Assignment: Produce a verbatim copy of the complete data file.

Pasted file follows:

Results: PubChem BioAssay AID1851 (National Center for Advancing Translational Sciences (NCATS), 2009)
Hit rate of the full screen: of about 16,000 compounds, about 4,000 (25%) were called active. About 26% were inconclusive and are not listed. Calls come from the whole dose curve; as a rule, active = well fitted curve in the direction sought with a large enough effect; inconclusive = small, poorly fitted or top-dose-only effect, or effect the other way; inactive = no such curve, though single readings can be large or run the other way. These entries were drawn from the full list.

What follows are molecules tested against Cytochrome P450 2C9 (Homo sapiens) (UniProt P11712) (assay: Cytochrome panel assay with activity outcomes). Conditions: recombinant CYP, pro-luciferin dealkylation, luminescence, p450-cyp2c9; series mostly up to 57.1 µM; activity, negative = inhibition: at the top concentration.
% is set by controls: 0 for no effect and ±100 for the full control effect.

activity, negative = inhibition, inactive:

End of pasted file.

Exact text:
Results: PubChem BioAssay AID1851 (National Center for Advancing Translational Sciences (NCATS), 2009)
Hit rate of the full screen: of about 16,000 compounds, about 4,000 (25%) were called active. About 26% were inconclusive and are not listed. Calls come from the whole dose curve; as a rule, active = well fitted curve in the direction sought with a large enough effect; inconclusive = small, poorly fitted or top-dose-only effect, or effect the other way; inactive = no such curve, though single readings can be large or run the other way. These entries were drawn from the full list.

What follows are molecules tested against Cytochrome P450 2C9 (Homo sapiens) (UniProt P11712) (assay: Cytochrome panel assay with activity outcomes). Conditions: recombinant CYP, pro-luciferin dealkylation, luminescence, p450-cyp2c9; series mostly up to 57.1 µM; activity, negative = inhibition: at the top concentration.
% is set by controls: 0 for no effect and ±100 for the full control effect.

activity, negative = inhibition, inactive: